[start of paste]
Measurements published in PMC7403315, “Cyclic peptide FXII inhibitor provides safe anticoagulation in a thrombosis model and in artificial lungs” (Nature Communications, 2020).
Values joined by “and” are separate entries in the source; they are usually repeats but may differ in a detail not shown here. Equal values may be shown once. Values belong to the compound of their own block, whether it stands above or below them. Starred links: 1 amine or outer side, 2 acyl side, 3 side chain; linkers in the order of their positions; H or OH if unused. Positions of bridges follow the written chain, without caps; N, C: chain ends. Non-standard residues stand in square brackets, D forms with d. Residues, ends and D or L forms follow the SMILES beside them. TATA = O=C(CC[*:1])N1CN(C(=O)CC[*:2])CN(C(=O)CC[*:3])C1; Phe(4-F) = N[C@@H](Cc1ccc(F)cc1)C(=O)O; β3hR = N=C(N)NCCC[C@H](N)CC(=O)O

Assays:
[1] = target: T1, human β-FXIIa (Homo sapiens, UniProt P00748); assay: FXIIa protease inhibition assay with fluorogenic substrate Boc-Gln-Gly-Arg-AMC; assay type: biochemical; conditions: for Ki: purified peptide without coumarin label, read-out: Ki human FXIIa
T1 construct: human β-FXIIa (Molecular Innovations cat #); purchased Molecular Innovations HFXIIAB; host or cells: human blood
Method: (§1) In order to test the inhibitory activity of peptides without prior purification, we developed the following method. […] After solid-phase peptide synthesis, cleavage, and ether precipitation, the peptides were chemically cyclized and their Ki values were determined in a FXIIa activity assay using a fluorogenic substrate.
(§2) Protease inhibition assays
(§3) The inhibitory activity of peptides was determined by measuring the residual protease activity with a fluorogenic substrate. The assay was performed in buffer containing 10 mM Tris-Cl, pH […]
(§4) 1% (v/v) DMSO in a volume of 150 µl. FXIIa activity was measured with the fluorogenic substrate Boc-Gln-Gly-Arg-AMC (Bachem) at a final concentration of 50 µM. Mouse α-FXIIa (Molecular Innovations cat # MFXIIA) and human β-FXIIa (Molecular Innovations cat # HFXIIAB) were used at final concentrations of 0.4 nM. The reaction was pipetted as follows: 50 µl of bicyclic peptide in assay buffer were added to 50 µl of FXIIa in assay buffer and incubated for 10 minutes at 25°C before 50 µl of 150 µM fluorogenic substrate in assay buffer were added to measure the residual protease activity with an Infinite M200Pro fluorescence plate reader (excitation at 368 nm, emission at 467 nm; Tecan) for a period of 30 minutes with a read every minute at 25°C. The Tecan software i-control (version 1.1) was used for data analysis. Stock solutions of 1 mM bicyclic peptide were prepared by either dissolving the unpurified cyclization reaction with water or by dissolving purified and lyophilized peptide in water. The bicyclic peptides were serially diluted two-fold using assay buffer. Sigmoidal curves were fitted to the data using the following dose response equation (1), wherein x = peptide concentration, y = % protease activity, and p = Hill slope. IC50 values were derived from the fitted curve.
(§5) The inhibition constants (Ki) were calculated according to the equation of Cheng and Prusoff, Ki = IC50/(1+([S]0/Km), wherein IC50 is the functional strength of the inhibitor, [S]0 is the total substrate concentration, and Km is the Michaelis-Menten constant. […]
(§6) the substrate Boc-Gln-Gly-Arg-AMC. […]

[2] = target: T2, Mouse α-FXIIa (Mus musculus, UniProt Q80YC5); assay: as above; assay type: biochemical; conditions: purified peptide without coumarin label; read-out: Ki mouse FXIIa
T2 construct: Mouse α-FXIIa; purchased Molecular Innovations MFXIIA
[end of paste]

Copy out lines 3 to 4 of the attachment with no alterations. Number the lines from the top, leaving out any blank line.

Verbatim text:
Assays:
[1] = target: T1, human β-FXIIa (Homo sapiens, UniProt P00748); assay: FXIIa protease inhibition assay with fluorogenic substrate Boc-Gln-Gly-Arg-AMC; assay type: biochemical; conditions: for Ki: purified peptide without coumarin label, read-out: Ki human FXIIa